Our gallant party returned to the dungeon and headed straight for the hobgoblin chambers, aiming to see what lay beyond them. I had decided not to restock that particular set of rooms at this time, but kept the option open if the situation arose that the party left the dungeon for a substantial length of time.
A flight of steps led down to a long, wide passageway, running north to south. Unwilling, or perhaps uninterested in what lay at either end of that passage, the party spotted another tall and wide doorway on the far side of the passageway. Its design matched that of the door through which they had just come, namely large carven heads which, as the party stood in the middle of the passageway, animated and began to speak, telling of things such as ‘the sea of doom’, ‘the golden book’, ‘the cathedral’ and such like. Elysia hurriedly transcribed these phrases for later pondering. I was basically using these features for what I term “sandbox bombing”, tossing evocative phrases and ideas into the mix to tempt and intrigue the party and see which way they went. I could then flesh out new features and adventures from the phrase that they had chosen to explore.
The decision was taken to investigate what lay beyond the second Talking Arch. Galzor headed through the arch, down the stairs and into the room beyond without checking first. His reward was to be attacked by not one but two ogres! The rest of the party piled in with the exception of Elysia and Ferros, who was kept out of the combat to ensure that there would be an intact healer available if anyone needed assistance. As it turned out, this was exactly what happened, since with the party committed to action, two more ogres came up from a passage deeper into the section.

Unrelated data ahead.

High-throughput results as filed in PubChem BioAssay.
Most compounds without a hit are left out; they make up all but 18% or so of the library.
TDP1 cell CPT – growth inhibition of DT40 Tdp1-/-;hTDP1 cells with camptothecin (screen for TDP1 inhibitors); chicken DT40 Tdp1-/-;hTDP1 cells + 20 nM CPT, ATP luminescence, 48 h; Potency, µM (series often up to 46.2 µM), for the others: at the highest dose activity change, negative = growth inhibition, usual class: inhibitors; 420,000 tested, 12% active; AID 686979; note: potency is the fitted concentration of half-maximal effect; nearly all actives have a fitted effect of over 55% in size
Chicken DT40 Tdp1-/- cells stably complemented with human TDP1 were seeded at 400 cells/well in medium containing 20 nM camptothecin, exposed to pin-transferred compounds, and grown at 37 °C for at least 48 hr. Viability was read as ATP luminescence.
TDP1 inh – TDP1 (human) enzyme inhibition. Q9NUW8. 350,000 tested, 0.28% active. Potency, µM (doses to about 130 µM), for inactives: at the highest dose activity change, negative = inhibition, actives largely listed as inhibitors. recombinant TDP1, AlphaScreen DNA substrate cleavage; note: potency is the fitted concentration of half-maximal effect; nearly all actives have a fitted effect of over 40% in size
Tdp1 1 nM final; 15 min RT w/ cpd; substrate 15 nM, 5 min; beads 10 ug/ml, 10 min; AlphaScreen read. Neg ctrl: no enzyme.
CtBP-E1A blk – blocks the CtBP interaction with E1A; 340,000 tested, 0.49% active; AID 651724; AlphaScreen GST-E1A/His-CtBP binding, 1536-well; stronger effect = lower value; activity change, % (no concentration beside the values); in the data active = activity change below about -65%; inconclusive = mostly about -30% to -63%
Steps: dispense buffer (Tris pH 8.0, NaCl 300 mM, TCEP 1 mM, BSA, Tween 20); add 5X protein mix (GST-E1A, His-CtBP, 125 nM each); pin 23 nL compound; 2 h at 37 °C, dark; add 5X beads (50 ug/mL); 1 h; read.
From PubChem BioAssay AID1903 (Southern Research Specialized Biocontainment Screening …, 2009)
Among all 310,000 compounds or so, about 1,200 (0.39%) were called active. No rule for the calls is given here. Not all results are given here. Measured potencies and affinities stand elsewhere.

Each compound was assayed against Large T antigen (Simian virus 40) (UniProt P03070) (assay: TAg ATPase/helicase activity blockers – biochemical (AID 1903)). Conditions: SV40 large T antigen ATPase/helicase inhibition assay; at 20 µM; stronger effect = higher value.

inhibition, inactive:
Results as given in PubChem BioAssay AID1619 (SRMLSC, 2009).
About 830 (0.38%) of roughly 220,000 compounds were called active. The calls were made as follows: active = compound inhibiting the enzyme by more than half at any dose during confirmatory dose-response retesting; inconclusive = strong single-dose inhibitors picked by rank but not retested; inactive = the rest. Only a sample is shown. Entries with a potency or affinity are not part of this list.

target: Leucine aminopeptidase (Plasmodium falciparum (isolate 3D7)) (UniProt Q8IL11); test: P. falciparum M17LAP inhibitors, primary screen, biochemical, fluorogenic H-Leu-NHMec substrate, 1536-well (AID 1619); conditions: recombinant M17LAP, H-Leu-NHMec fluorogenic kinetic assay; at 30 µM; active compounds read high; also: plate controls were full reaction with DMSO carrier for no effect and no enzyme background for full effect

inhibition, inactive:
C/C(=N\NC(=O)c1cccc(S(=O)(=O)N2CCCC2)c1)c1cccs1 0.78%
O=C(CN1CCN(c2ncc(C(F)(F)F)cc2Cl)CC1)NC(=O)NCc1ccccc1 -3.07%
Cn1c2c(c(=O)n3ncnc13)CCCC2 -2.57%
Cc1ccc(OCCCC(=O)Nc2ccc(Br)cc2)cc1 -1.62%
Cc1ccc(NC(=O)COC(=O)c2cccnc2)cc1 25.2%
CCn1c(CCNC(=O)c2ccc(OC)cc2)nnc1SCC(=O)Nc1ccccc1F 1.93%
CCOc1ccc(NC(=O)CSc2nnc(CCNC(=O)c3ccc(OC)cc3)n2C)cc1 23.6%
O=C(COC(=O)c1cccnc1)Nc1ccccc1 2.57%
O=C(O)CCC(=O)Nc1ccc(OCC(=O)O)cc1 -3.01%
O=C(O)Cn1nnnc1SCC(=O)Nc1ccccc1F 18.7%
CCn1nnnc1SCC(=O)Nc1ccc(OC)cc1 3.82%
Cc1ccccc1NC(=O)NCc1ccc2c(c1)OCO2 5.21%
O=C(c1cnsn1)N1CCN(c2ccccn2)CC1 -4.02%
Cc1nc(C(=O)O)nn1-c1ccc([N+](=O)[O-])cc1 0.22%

It was hard pounding for all concerned and all the more so when two ogres managed to break through the melee and up the stairs into the wide passageway. This break-out manoeuvre could have led to real trouble for the party but it was at that point that Mummy Grognard’s MU, Elysia used one of her spells to cast Magic Missile and chose to use the d30. This was an overwhelming success and the ogre crashed to the ground, dead. A second use of the d30 by another of the party took out a second ogre. The awesomeness of the d30 helps to reinforce the rule in the minds of the players and ensures that they wont’ forget to the big purple one in future games.
A third ogre had been killed in the room and a fourth fled down the passageway up which it had come. Judging that the time was ripe for a tactical withdrawal, the party healed its wounded, picked itself up and left the ogres to brood on what had just happened. It was probably just as well; with healing and spells depleted, although some were held in reserve in case of wandering monsters, the party would not have been well-placed to take on any more of the big beasties.
The party had got lucky on that particular encounter. D30 rolls, just like healing and magic are expendable resources and while their judicious use can tilt the balance in a big way, once they’re gone, they’re gone.
Playing D&D with my nephew - The first time I played D&D with my nephew Mat was more than a year ago. You can read about that here. After that, we played again on a couple more occasio...
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